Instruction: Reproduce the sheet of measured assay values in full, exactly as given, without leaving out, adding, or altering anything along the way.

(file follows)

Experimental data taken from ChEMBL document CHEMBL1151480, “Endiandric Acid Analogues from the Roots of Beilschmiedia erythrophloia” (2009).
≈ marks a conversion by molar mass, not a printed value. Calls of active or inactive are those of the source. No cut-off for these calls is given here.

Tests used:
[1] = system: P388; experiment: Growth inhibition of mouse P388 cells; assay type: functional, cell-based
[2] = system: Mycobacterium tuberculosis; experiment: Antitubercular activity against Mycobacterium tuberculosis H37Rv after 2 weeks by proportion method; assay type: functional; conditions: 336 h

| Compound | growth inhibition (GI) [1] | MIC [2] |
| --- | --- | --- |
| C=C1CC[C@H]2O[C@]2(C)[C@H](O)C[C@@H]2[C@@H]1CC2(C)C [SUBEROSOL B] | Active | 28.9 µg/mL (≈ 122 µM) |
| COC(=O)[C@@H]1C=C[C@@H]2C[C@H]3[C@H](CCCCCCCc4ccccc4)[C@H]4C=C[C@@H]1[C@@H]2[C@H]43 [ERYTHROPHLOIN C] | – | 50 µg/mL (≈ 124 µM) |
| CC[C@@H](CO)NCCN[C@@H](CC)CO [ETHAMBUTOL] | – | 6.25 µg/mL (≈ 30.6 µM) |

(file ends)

Experimental data taken from ChEMBL document CHEMBL1151480, “Endiandric Acid Analogues from the Roots of Beilschmiedia erythrophloia” (2009).
≈ marks a conversion by molar mass, not a printed value. Calls of active or inactive are those of the source. No cut-off for these calls is given here.

Tests used:
[1] = system: P388; experiment: Growth inhibition of mouse P388 cells; assay type: functional, cell-based
[2] = system: Mycobacterium tuberculosis; experiment: Antitubercular activity against Mycobacterium tuberculosis H37Rv after 2 weeks by proportion method; assay type: functional; conditions: 336 h

| Compound | growth inhibition (GI) [1] | MIC [2] |
| --- | --- | --- |
| C=C1CC[C@H]2O[C@]2(C)[C@H](O)C[C@@H]2[C@@H]1CC2(C)C [SUBEROSOL B] | Active | 28.9 µg/mL (≈ 122 µM) |
| COC(=O)[C@@H]1C=C[C@@H]2C[C@H]3[C@H](CCCCCCCc4ccccc4)[C@H]4C=C[C@@H]1[C@@H]2[C@H]43 [ERYTHROPHLOIN C] | – | 50 µg/mL (≈ 124 µM) |
| CC[C@@H](CO)NCCN[C@@H](CC)CO [ETHAMBUTOL] | – | 6.25 µg/mL (≈ 30.6 µM) |